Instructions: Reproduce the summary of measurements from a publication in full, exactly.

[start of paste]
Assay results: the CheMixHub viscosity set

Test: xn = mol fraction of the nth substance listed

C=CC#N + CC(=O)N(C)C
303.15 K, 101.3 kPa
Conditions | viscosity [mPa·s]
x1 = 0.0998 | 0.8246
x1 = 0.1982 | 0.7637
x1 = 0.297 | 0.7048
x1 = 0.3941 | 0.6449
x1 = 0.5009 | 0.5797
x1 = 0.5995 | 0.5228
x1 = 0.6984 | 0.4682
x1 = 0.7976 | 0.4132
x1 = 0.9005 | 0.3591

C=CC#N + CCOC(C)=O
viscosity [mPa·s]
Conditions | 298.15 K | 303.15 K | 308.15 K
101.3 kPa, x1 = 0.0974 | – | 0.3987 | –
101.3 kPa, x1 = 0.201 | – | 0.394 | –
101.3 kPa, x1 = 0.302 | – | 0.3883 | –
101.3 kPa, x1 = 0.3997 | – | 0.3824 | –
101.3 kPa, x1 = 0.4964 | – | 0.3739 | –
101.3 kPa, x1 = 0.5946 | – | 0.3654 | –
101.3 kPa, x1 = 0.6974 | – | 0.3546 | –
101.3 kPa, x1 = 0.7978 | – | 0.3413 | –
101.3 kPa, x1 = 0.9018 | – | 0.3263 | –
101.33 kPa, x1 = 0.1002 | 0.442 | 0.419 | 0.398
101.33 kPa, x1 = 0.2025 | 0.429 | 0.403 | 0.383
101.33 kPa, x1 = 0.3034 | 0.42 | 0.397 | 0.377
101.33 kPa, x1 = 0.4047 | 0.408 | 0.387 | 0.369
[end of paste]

Assay results: the CheMixHub viscosity set

Test: xn = mol fraction of the nth substance listed

C=CC#N + CC(=O)N(C)C
303.15 K, 101.3 kPa
Conditions | viscosity [mPa·s]
x1 = 0.0998 | 0.8246
x1 = 0.1982 | 0.7637
x1 = 0.297 | 0.7048
x1 = 0.3941 | 0.6449
x1 = 0.5009 | 0.5797
x1 = 0.5995 | 0.5228
x1 = 0.6984 | 0.4682
x1 = 0.7976 | 0.4132
x1 = 0.9005 | 0.3591

C=CC#N + CCOC(C)=O
viscosity [mPa·s]
Conditions | 298.15 K | 303.15 K | 308.15 K
101.3 kPa, x1 = 0.0974 | – | 0.3987 | –
101.3 kPa, x1 = 0.201 | – | 0.394 | –
101.3 kPa, x1 = 0.302 | – | 0.3883 | –
101.3 kPa, x1 = 0.3997 | – | 0.3824 | –
101.3 kPa, x1 = 0.4964 | – | 0.3739 | –
101.3 kPa, x1 = 0.5946 | – | 0.3654 | –
101.3 kPa, x1 = 0.6974 | – | 0.3546 | –
101.3 kPa, x1 = 0.7978 | – | 0.3413 | –
101.3 kPa, x1 = 0.9018 | – | 0.3263 | –
101.33 kPa, x1 = 0.1002 | 0.442 | 0.419 | 0.398
101.33 kPa, x1 = 0.2025 | 0.429 | 0.403 | 0.383
101.33 kPa, x1 = 0.3034 | 0.42 | 0.397 | 0.377
101.33 kPa, x1 = 0.4047 | 0.408 | 0.387 | 0.369